Monday, February 6, 2017

Debbie Reynolds and David Patrick Columbia - Debbie: My Life

6. Debbie: My Life by Debbie Reynolds and David Patrick Columbia (1988)
Length: 374 pages
Genre: Non-Fiction
Started: 19 January 2017
Finished: 6 February 2017
Where did it come from? From a Library Book Sale
How long has it been on my TBR pile? Since 1 June 2001
Why do I have it? I like non-fiction and had read and enjoyed Unsinkable: A Memoir by the same author in the past. However, David Patrick Columbia is a new author for me.

Born Mary Frances Reynolds in El Paso, Texas in April of 1932 - the child who would eventually become known as Debbie Reynolds - wasn't planning on ever having a career in Hollywood. Although she grew up in poverty, Debbie was catapulted to fame at a very young age - when she won the 'Miss Burbank' Beauty Pageant at the age of sixteen. What had started out as a chance to win some new clothes, also earned Debbie a screen test with Warner Brothers Studios. And so began the acting career of Debbie Reynolds.

From the very beginning, her fans identified with her and called her 'the kid' - the kid with guts, the kid with personality, the kid sister - and to movie audiences she was truly 'America's Sweetheart'. As Hollywood's reigning ingenue, Debbie Reynolds was the fresh-faced embodiment of American grace and gumption. Throughout her career, starring in such film classics as: Singin' in the Rain, How the West Was Won, Tammy and the Bachelor, and The Unsinkable Molly Brown, Debbie always portrayed a sassy, spunky, and bright personality. Yet behind the glitz and glamour of Hollywood - beyond the dazzling spotlight of instant fame - was a young woman thrown into the starmaking machine, and whose only hope was to achieve personal happiness for herself.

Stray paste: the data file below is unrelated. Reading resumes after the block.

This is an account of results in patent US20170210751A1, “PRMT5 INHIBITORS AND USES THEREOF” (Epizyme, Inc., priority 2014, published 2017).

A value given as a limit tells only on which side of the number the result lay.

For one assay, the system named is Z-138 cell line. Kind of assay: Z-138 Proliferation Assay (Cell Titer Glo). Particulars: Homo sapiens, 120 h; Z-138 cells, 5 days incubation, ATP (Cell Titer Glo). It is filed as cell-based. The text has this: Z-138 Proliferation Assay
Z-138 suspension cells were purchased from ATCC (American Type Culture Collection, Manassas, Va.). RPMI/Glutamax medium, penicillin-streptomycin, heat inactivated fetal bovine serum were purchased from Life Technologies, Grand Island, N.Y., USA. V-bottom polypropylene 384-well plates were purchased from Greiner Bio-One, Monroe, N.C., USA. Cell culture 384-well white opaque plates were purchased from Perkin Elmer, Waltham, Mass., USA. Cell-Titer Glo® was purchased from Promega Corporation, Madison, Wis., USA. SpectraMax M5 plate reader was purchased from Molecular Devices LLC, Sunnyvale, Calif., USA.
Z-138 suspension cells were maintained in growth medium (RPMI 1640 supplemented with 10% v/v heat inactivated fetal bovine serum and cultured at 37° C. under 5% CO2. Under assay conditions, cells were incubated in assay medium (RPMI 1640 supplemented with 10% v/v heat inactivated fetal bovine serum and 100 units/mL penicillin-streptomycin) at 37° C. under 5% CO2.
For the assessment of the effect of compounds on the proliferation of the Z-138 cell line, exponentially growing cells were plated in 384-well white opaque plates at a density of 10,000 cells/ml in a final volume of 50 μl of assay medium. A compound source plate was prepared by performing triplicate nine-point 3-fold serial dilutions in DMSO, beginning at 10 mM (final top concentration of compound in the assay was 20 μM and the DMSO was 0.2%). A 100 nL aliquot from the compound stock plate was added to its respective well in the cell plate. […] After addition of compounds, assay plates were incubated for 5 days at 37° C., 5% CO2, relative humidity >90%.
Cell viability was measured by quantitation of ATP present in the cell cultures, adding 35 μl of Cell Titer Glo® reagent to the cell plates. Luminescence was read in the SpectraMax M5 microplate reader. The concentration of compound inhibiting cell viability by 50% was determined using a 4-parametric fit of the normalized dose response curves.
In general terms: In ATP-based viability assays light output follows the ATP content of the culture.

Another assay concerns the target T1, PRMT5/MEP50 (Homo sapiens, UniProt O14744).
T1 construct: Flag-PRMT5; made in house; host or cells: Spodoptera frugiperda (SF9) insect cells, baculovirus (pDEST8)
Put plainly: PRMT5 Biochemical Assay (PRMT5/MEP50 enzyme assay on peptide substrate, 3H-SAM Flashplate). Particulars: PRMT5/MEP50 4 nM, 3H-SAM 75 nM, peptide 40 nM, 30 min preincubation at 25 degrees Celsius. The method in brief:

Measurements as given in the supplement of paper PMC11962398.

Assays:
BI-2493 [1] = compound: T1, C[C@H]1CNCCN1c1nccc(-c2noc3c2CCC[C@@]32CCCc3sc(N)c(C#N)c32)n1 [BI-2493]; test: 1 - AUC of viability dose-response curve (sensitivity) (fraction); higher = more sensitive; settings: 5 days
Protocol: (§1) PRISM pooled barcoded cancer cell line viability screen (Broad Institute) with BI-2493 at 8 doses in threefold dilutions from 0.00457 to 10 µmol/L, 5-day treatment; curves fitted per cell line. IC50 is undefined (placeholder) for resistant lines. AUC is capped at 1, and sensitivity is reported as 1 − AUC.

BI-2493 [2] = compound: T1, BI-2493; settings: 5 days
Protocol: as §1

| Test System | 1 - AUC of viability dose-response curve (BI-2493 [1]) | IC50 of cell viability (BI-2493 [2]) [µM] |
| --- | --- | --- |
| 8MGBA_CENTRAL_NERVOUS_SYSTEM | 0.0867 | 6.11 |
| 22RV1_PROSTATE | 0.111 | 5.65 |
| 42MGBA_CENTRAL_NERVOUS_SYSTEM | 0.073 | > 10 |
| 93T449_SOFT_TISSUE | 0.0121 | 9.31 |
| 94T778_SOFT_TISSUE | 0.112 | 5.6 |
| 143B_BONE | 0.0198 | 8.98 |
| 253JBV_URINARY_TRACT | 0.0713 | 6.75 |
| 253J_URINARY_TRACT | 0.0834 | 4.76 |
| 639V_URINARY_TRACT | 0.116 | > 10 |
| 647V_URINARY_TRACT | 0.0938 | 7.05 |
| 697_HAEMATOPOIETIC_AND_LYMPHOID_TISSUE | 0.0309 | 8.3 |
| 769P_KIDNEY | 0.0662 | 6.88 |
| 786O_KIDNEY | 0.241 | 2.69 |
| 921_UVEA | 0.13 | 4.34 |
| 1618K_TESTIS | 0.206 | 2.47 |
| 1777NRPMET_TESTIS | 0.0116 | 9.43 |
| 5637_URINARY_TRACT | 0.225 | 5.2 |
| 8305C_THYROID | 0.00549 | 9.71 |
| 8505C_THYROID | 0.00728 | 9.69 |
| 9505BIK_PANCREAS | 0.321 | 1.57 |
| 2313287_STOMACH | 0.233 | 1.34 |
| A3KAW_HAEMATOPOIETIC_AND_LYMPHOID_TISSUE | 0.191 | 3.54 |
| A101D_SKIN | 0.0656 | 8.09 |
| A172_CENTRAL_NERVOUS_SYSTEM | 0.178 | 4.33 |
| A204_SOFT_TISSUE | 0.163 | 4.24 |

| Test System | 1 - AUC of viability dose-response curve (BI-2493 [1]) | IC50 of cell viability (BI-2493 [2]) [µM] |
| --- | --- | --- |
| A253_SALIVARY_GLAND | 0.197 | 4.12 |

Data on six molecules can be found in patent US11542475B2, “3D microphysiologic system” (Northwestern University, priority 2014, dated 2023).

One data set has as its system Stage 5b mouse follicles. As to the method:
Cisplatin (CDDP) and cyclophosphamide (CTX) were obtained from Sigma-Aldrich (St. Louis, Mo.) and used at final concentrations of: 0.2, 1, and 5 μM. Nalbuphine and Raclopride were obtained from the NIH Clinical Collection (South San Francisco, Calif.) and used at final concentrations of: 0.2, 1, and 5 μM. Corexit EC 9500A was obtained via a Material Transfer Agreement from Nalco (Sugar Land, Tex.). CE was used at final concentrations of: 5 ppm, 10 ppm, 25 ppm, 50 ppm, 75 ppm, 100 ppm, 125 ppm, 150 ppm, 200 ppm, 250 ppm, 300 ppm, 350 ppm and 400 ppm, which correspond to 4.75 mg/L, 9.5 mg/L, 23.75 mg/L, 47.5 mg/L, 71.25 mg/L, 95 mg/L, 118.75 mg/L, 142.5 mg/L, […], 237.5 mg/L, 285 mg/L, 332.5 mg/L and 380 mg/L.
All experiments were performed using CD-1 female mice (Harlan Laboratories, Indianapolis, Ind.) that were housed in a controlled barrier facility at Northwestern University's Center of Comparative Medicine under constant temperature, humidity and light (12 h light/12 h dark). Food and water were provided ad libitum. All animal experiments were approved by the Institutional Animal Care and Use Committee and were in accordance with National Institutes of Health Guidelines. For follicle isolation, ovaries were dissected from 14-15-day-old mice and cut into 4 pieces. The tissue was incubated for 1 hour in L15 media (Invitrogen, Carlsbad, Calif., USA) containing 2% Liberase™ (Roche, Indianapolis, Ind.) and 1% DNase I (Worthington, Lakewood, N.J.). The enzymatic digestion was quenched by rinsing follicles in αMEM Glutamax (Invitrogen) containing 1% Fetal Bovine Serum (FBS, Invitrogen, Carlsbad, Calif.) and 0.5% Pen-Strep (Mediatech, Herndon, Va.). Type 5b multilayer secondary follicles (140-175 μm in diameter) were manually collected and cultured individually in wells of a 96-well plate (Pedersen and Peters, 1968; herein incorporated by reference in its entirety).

Now, taking readers inside her private world, Debbie tells it all: about an extraordinary life spent in the limelight - the tears, the laughter, and the bitter moments of her career - all is revealed in this candid, funny, and gutsy self-portrait. She reveals the real story behind her marriage to Eddie Fisher - a marriage that blew apart when he began a torrid love affair with Elizabeth Taylor - and abandoned Debbie to the hurricane winds of a sensational white-hot scandal. Here, too, is a startling expose of the years spent with her second husband Harry Karl - a compulsive gambler and womanizer who left her in a state of financial ruin.

Yet there are also so many wonderful memories as well - star-studded recollections from the Golden Era of Hollywood: memories made with such stars as Frank Sinatra, Marilyn Monroe, Gene Kelly, Bette Davis and Robert Wagner; the famous movies and movie moguls; as well as her hardwon, yet enduring relationship with her children, Carrie and Todd Fisher. As the last of the red-hot troupers, Debbie Reynolds has lived through it all: the hard times and the happy times, and she has somehow managed to retain her dauntless determination to make her dreams come true. This is so much more than just the saga of a legendary Hollywood star, it is also the fascinating and poignant story of a true survivor - someone who has emerged from her various trials and tribulations, perhaps somewhat battered, but ultimately triumphantly resilient.

Despite reading Ms. Reynolds second autobiography back in April of 2016 - after her recent passing in December of 2016 - I wanted to read her first autobiography. Actually, I found that this book focused more on her hard-scrabble childhood and in my opinion, she held nothing back. I must admit that I found Ms. Reynolds to be a wonderful person, lovingly honest and surprisingly forgiving - to be perfectly honest, perhaps more forgiving than I would be if I were in her circumstances.

I thoroughly enjoyed reading this book, although if I did have any problems with it, it would probably be that Ms. Reynolds tended to drop names of stars into the story fairly frequently. Although having said that, I suppose that this would certainly be something to be expected when a bonafide Hollywood legend writes her autobiography. I would definitely give this book an A!

A! - (90-95%)

Till we Meet Again, Glow Brightly as Moonlight

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